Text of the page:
A federal judge in New York has dismissed a trademark lawsuit against Apple over its use of the term "iBooks."
Black Tower Press, claiming that Apple's use of the term to describe its e-reader platform violated a trademark the small New York-based publisher acquired in 2006 and 2007. The publisher of science fiction and fantasy titles asserted that it acquired the trademark along with various assets of Byron Preiss, who had published more than 1,000 books under the "ibooks" brand starting in 1999.
The lawsuit acknowledged that Apple has a trademark for "iBook" related to its use on the personal computer the Mac maker sold from 1999 to 2006. However, the lawsuit noted that Apple did not begin to use the term to describe an electronic book or method for delivering electronic books until 2010.
In her 71-page ruling (see below) granting summary judgment, U.S. District Court Judge Denise Cote found that Black Tower failed to demonstrate a likelihood of consumer confusion, as well as failing to prove that Apple was unjustly enriched at the plaintiff's expense.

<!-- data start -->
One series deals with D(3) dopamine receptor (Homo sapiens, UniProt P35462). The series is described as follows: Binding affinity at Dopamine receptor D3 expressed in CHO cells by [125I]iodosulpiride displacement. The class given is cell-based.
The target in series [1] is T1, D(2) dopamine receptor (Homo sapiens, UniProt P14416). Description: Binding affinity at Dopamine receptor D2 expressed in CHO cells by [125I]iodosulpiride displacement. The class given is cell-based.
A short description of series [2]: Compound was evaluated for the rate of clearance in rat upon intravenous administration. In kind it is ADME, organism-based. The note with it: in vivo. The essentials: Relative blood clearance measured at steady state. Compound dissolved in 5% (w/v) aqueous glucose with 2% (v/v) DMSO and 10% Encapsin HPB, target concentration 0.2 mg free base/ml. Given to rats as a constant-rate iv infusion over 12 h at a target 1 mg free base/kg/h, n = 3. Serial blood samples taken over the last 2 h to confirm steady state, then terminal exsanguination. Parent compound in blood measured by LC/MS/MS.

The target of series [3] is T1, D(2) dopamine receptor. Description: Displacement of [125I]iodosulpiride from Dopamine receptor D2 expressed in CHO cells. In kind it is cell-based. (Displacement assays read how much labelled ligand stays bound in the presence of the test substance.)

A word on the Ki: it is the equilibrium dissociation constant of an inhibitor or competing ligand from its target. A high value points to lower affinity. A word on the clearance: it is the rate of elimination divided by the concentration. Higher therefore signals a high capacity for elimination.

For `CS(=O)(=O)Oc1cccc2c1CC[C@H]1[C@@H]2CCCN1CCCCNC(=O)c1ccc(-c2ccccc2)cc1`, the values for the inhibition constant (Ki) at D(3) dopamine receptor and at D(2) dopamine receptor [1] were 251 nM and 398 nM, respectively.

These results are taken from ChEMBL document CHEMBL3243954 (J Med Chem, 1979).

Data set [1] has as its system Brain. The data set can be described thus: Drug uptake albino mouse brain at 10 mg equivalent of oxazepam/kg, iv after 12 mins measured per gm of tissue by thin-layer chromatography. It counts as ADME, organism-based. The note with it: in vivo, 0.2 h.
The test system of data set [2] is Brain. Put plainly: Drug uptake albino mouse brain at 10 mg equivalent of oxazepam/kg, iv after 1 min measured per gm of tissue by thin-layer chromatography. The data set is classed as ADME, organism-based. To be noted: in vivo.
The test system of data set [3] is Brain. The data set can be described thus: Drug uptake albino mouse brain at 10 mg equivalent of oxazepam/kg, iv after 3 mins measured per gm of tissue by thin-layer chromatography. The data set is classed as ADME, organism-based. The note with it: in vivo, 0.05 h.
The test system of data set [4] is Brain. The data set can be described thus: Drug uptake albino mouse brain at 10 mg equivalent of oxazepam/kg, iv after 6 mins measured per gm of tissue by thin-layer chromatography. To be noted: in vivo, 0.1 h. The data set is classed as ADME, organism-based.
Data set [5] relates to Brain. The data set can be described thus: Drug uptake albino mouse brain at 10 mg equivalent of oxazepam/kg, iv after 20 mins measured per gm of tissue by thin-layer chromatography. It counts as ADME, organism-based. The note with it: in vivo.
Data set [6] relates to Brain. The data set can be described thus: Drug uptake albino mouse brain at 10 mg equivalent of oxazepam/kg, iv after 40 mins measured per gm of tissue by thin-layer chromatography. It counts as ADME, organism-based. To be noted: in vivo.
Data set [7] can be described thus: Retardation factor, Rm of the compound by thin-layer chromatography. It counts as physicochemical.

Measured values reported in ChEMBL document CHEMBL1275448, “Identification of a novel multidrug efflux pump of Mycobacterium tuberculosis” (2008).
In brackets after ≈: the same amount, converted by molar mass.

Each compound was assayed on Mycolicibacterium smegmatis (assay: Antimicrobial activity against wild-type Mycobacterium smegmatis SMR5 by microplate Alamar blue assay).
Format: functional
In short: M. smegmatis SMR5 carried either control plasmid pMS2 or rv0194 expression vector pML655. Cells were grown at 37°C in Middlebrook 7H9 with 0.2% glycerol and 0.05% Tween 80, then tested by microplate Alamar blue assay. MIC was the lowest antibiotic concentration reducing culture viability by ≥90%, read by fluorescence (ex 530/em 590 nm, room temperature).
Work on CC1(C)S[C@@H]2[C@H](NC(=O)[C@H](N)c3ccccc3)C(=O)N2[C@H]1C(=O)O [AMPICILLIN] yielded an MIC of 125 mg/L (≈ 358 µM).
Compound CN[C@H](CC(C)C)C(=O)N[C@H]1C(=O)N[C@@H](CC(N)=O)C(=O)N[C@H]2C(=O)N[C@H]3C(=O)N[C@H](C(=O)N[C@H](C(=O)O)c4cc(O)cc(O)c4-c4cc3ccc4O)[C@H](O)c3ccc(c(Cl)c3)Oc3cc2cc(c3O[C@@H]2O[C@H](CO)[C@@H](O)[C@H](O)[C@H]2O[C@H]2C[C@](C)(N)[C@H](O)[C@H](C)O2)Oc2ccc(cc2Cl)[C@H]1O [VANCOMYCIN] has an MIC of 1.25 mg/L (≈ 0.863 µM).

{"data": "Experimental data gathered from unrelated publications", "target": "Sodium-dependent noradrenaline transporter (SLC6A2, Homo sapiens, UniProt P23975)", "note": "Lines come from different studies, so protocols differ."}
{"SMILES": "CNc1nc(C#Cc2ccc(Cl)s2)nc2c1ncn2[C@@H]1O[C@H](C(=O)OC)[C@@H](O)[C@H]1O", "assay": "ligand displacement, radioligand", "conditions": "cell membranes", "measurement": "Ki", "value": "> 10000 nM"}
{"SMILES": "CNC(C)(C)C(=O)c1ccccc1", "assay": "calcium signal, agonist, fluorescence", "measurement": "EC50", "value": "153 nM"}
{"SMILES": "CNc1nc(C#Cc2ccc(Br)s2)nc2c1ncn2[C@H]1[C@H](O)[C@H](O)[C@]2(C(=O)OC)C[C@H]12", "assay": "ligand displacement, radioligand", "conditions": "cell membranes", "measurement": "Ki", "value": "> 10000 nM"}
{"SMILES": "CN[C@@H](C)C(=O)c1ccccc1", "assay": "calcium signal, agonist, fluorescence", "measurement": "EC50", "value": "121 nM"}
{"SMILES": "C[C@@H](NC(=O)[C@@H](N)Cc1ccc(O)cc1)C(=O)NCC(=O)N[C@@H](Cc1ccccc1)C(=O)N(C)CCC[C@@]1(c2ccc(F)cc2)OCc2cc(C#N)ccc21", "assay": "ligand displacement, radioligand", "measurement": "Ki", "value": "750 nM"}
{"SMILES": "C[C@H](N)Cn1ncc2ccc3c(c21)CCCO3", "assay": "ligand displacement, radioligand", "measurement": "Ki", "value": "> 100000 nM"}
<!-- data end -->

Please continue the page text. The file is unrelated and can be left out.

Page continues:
"They have offered no evidence that consumers who use Apple's iBooks software to download ebooks have come to believe that Apple has also entered the publishing business and is the publisher of all of the downloaded books, despite the fact that each book bears the imprint of its actual publisher," Cote wrote.
While neither Black Tower Press nor its predecessor obtained a trademark for the line of books, Cote noted in her decision Wednesday that Apple did, first purchasing its use from a software maker to describe its line of computers in 1999 and then for the e-reader platform in 2010.
A search of the U.S. Patent and Trademark Office reveals an "ibook" record for science fiction books was filed in 1999 but listed as abandoned as of 2003. Another USTPO search reveals an Apple filing for "iBook" in 2010 that describes "software for reading electronic publications on digital electronic devices."
Preiss, an author and publisher who specialized in graphic novels and science fiction, died in a car crash in July 2005. Barbara Marcus, then the executive vice president of the publishing company Scholastic, told The New York Times in 2005 that Preiss was among the first publishers to release electronic books.